You’re either a Beatles fan or a Rolling Stones fan, and it makes sense that Keith Richards isn’t a Beatles guy. Richards, the Rolling Stones guitarist, poked fun at Paul McCartney on Saturday Night Live in February. During a recent interview with Esquire he ratcheted up the criticism, calling the Sgt. Pepper’s Lonely Hearts Club Band album a “mishmash of rubbish.”
Despite the fantastic phrasing, Richards is entirely incorrect. Because Sgt. Pepper’s is incredible.
After all, it’s Rolling Stone‘s No. 1 album of all time—the magazine also called Sgt. Pepper “the most important rock & roll album ever made” and “the pinnacle of the Beatles’ eight years as recording artists”—and as my Daily Dot colleague Aaron Sankin asked, “If that album’s is so bad, how come the Rolling Stones spent a whole record ripping it off super hard?”
Here’s what Richards had to say in that Esquire interview: “The Beatles sounded great when they were the Beatles. But there’s not a lot of roots in that music. I think they got carried away. Why not? If you’re the Beatles in the ’60s, you just get carried away—you forget what it is you wanted to do. You’re starting to do Sgt. Pepper. Some people think it’s a genius album, but I think it’s a mishmash of rubbish, kind of like [the Rolling Stones’] Satanic Majesties—’Oh, if you can make a load of shit, so can we.'”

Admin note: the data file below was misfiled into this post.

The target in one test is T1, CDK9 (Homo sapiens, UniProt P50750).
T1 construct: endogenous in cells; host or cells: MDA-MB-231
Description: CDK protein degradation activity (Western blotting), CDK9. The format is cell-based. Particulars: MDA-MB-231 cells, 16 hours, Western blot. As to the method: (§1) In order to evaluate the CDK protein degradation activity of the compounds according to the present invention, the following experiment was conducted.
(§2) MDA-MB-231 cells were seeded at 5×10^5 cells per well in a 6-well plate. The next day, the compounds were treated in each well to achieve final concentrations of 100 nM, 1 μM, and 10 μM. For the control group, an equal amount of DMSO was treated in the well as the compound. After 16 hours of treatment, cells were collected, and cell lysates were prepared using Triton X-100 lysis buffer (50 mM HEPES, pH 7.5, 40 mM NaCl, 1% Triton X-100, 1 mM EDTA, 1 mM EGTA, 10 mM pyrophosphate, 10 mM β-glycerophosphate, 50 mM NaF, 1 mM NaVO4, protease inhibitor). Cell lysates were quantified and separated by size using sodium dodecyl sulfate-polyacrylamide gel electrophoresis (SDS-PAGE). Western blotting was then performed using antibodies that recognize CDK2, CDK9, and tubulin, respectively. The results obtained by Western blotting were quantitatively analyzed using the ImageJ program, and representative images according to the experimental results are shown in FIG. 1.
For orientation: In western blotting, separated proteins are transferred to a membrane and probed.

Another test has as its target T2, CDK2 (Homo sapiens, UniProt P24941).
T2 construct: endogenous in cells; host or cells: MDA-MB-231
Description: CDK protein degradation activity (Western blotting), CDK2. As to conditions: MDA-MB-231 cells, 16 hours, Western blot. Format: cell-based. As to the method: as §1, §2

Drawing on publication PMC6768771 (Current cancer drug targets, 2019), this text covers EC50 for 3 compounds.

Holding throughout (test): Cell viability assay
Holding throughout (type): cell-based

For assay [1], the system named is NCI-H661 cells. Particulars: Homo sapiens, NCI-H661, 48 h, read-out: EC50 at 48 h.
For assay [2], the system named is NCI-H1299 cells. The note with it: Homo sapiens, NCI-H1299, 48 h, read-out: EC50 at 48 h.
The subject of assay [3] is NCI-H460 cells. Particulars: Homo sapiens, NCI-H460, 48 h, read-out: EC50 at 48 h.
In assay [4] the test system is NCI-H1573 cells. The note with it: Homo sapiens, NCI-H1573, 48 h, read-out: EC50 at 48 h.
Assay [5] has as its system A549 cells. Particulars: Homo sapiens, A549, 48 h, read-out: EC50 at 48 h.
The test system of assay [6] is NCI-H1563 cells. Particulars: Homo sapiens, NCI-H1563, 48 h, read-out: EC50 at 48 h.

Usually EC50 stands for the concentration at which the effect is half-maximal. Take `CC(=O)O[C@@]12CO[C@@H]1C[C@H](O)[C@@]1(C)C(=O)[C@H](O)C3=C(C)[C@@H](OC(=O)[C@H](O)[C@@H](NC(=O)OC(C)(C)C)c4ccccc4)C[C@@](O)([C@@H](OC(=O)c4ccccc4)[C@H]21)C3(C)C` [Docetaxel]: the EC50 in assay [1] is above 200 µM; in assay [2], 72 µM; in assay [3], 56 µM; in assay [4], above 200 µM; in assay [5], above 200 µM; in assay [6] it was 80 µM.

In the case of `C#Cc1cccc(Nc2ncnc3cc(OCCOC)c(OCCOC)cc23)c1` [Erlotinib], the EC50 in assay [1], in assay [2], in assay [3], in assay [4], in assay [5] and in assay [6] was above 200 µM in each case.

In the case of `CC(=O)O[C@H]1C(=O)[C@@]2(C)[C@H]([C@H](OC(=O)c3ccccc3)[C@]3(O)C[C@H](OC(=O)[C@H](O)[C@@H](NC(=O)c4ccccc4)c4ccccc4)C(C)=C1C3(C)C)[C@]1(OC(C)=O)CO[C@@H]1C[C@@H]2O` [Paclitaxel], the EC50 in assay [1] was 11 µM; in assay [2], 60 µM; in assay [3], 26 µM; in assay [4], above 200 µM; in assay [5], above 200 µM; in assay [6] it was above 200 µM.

Let’s make it clear that we have no idea if Richards was kidding when he said Sgt. Pepper’s sucks. As the A.V. Club wrote:
It’s hard to take Richards too seriously here, as he immediately turns on his own band, as well. He compares The Beatles’ ‘mishmash of rubbish’ with the album the Stones put out just six months later (Their Satanic Majesties Request), saying it was ‘kind of like Satanic Majesties…
Me, I’ve always been Team Beatles. I don’t own a single Rolling Stones album, so I’ll firmly reside in the corner opposite Richards. Unless…
Well, what if Richards, joking or not, is right? My father steered me in this direction when I was a kid and taught to me the importance of the Beatles. I’ve never wavered from that, even as my musical tastes have grown harder and faster. But maybe Sgt. Pepper’s really is an overrated piece of mid-1960s art-rock balderdash.
I needed to find out for sure. So, I dove headlong back into the album to see if Richards has a point, making a trip to see the Hearts Club Band play once more and to reminisce about how many holes it takes to fill the Albert Hall. Because, from what I understand, this album is guaranteed to raise a smile.